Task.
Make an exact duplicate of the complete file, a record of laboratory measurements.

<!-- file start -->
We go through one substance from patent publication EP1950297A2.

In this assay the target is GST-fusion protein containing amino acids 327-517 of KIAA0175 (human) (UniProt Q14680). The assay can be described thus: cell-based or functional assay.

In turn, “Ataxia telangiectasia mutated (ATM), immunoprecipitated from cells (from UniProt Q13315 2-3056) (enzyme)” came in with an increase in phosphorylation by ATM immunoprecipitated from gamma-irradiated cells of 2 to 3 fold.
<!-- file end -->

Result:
We go through one substance from patent publication EP1950297A2.

In this assay the target is GST-fusion protein containing amino acids 327-517 of KIAA0175 (human) (UniProt Q14680). The assay can be described thus: cell-based or functional assay.

In turn, “Ataxia telangiectasia mutated (ATM), immunoprecipitated from cells (from UniProt Q13315 2-3056) (enzyme)” came in with an increase in phosphorylation by ATM immunoprecipitated from gamma-irradiated cells of 2 to 3 fold.